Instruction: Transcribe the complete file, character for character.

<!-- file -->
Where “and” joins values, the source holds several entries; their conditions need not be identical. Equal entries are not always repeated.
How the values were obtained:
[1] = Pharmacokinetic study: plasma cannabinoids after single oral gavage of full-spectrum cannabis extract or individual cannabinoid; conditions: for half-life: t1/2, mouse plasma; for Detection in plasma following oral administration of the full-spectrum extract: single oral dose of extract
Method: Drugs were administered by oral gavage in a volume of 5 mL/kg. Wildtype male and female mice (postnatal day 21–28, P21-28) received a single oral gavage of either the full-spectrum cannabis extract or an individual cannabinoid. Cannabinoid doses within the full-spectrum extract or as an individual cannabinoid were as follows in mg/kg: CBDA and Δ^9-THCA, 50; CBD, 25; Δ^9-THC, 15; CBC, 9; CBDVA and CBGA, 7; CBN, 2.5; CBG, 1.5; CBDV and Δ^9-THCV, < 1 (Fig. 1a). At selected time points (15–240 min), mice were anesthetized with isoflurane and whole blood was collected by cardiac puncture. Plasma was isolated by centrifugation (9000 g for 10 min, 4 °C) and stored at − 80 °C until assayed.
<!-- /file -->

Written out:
Where “and” joins values, the source holds several entries; their conditions need not be identical. Equal entries are not always repeated.
How the values were obtained:
[1] = Pharmacokinetic study: plasma cannabinoids after single oral gavage of full-spectrum cannabis extract or individual cannabinoid; conditions: for half-life: t1/2, mouse plasma; for Detection in plasma following oral administration of the full-spectrum extract: single oral dose of extract
Method: Drugs were administered by oral gavage in a volume of 5 mL/kg. Wildtype male and female mice (postnatal day 21–28, P21-28) received a single oral gavage of either the full-spectrum cannabis extract or an individual cannabinoid. Cannabinoid doses within the full-spectrum extract or as an individual cannabinoid were as follows in mg/kg: CBDA and Δ^9-THCA, 50; CBD, 25; Δ^9-THC, 15; CBC, 9; CBDVA and CBGA, 7; CBN, 2.5; CBG, 1.5; CBDV and Δ^9-THCV, < 1 (Fig. 1a). At selected time points (15–240 min), mice were anesthetized with isoflurane and whole blood was collected by cardiac puncture. Plasma was isolated by centrifugation (9000 g for 10 min, 4 °C) and stored at − 80 °C until assayed.